About the Honors Program in AAAS

The Honors Program in the Department of African and African American Studies (AAAS) is an advanced program of study. Majors seeking to complete the Honors Program select their own topic for their project under the guidance of an AAAS appointed or affiliated faculty member. Students are expected to produce a substantial body of work as the culmination of the project. 

Qualified majors may apply for admission to the Honors Program during the third term of their junior year. During the senior year, a two-term project is undertaken. The sequence typically commences in the winter term with AAAS 98 and continues into the spring term with AAAS 99. A thesis project counts towards the credits required for the AAAS major and fulfills the culminating experience requirement of the major. While no formal course takes place in the fall of the senior year, it is the expectation that a proposal will be substantially developed or revised and submitted early in the Fall term. A revised proposal may determine if the project is viable for the Honors Program sequence. 

To receive Honors in AAAS, students must successfully complete their project and maintain a B+ average in AAAS 98 and 99. Awards of High Honors in AAAS are made by the vote of the faculty in the Department of African and African American Studies. In addition to the submission of a substantial body of work, the AAAS Honors Program requires a public presentation of the project during the second sequence term. 


At the time of application, a student desiring to participate in the Honors Program in African and African American Studies should have completed 6 courses out of the courses required for the regular major, with an average grade of 3.3 or higher in those courses. The applicant's overall college G.P.A. must be 3.0 or higher.

In the ORC, Dartmouth notes that Honors work should be "greater in depth and scope than that expected in the normal major." The Honors Program involves independent and sustained work. Students electing to pursue Honors in AAAS should be prepared and motivated to spend significant time  designing a special topic, researching it, and eventually producing a substantial piece of work whose depth and scope might permit the author to stand as something of an authority on the subject at hand.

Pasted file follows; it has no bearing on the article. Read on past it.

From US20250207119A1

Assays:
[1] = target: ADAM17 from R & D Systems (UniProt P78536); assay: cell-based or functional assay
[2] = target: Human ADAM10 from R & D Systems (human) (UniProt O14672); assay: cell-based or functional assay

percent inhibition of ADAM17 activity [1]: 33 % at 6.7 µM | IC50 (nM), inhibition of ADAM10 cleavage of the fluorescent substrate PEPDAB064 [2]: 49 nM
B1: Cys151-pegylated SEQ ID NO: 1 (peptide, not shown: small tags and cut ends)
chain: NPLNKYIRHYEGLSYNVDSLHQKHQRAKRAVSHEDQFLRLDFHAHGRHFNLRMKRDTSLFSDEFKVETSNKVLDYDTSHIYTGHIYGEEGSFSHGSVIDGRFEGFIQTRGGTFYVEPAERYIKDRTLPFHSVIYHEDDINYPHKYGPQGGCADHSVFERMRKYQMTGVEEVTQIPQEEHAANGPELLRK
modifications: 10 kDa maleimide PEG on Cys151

Ultimately, an Honors Project should represent a student's intellectual dialogue with their chosen area of study. This means that a Honors Project is much more than a very long research paper or project; rather, it is a student's original and thoughtful contribution to the field of African and African American Studies.


By the time of application, students must have a general idea about their topic and will have arranged to work with a faculty advisor on their application submission. Students must identify a faculty member who approves the proposed topic and agrees to help develop and advise the project throughout the senior year by the time of application. Typically, the student will have taken courses with their chosen advisor and are proposing a topic within that professor's field of specialization. AAAS also assigns a second faculty reader to the project; this second reader may provide a supportive role to the project and "reads" the project before submission. 

Upon notice of acceptance into the program by the AAAS Administrator, students should begin researching and refining the topic and proposal. It is the expectation that by early Fall of the senior year, the student will have clearer understanding of the subject of their research, the questions that the research will answer, and what the answers to the questions are likely to be. A more detailed, finalized research proposal for the project, including a full annotated bibliography of primary and secondary sources and specific research questions, must be submitted and approved by the Advisor and the AAAS Faculty prior to registration of AAAS 98. 

AAAS Honors Program 2024-25 application now available (google form). 

2024-2025 Deadlines

2024-25 Honors Application Deadline: April 30, 2024 of the junior year 

Revised, Final Proposal Deadline (for those accepted into Program): October 1, 2024 of the senior year 

Honors Presentations: Typically during the 5th week of the senior spring term 

Honors Project Deadline: Typically during the 8th week of the senior spring term 

2024-25 Research Funding Deadlines

Students requiring funds for research or research travel should note the following application deadlines for college funding:

If you have any questions before or during the application process, please contact roger.arnold@dartmouth.edu, Administrator